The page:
Brain Health

A New Way to Treat Brain Damage

Medicine should treat neurological  disorders by focusing on the ability of the brain and nervous system to heal themselves, rather than just prescribing clot-busting drugs and similar remedies, according to two top experts.

Michael Chopp, Ph,D., internationally renowned stroke researcher and scientific director of the Neuroscience Institute at Henry Ford Hospital, and Zhenggang Zhang,M.D., Ph.D., senior scientist at Henry Ford’s Department of Neurology, make their case for the change in treatment strategy in an editorial published online in Expert Opinion on Biological Therapy.

According to a news release from the Henry Ford Health System, the experts said that enhancing the brain’s own restorative abilities via medicine could benefit not only stroke patients, but those suffering other neurological damage or disease including traumatic brain injury (TBI), multiple sclerosis (MS) and peripheral neuropathy (nerve damage that afflicts the elderly, chemotherapy patients and especially diabetics).

The authors advocated a drug treatment they themselves have developed. It is a synthetic version of a naturally occurring peptide called Thymosin beta-4.

“Pioneering animal studies at Henry Ford have shown Thymosin beta-4 is highly effective for the treatment of neurological diseases in part by increasing the formation of protective myelin around nerve fibers in the central and peripheral nervous systems,” Chopp said.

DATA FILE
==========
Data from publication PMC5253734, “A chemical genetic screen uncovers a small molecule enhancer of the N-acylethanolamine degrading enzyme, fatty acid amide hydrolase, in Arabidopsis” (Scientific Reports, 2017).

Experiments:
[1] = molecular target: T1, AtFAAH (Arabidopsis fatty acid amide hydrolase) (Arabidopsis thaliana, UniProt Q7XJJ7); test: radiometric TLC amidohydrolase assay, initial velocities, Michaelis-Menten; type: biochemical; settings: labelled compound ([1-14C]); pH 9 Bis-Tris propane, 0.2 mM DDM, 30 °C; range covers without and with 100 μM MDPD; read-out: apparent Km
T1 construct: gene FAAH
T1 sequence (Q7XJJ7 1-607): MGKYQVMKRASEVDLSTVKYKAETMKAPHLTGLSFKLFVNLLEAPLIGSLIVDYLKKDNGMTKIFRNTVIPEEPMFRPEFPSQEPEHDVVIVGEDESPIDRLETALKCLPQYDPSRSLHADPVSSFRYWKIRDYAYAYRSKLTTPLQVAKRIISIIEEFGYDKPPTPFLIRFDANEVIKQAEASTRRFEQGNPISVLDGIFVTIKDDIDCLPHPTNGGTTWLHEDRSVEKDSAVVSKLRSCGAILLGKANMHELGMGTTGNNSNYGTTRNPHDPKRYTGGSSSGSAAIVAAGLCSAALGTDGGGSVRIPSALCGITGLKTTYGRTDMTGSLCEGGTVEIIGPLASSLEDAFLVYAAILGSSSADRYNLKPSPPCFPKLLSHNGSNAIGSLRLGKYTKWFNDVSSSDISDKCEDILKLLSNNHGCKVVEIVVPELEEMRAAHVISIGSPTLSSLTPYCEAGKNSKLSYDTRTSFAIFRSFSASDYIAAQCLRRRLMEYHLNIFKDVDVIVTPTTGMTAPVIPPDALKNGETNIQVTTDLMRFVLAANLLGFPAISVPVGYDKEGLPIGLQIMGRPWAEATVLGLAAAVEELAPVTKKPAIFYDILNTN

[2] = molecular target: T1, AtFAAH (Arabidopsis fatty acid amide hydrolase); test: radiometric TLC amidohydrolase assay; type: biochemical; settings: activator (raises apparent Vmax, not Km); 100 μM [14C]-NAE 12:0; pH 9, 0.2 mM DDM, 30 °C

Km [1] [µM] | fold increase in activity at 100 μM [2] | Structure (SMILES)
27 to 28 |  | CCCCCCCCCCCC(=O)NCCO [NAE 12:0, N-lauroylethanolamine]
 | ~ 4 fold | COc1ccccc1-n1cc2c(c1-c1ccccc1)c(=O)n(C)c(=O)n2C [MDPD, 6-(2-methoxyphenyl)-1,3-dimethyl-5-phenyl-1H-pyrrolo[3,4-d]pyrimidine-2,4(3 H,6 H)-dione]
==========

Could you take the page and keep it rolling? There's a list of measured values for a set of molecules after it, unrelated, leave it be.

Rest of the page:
In their editorial, the authors cited the limited effectiveness of current standard drug therapy, using tissue plasminogen activator (tPA), more commonly known as a “clot buster,” to treat neurological disease. Specifically, they cited research showing that only 5 percent of stroke patients get tPA, and just 30 percent of those show significant improvement.

There are similar results for nerve damage after traumatic brain injuries, multiple sclerosis and peripheral neuropathy.

One of tPA’s most serious limitations is that it must be administered within a very short time after stroke. But “restorative therapies” such as Thymosin beta-4 “may be applied well after the onset of injury or the onset of clinical symptoms for degenerative diseases.”

“Rather than focusing on destroying clots or other lesions leading to nerve damage,” Chopp said, “restorative therapies are designed to ‘remodel’ or rebuild the nervous system by stimulating self-healing processes that already exist in the brain, spinal cord and the peripheral nerves connected to them.”

“It is therefore time to reconsider how we think about treating neural injury and disease,” the authors said.

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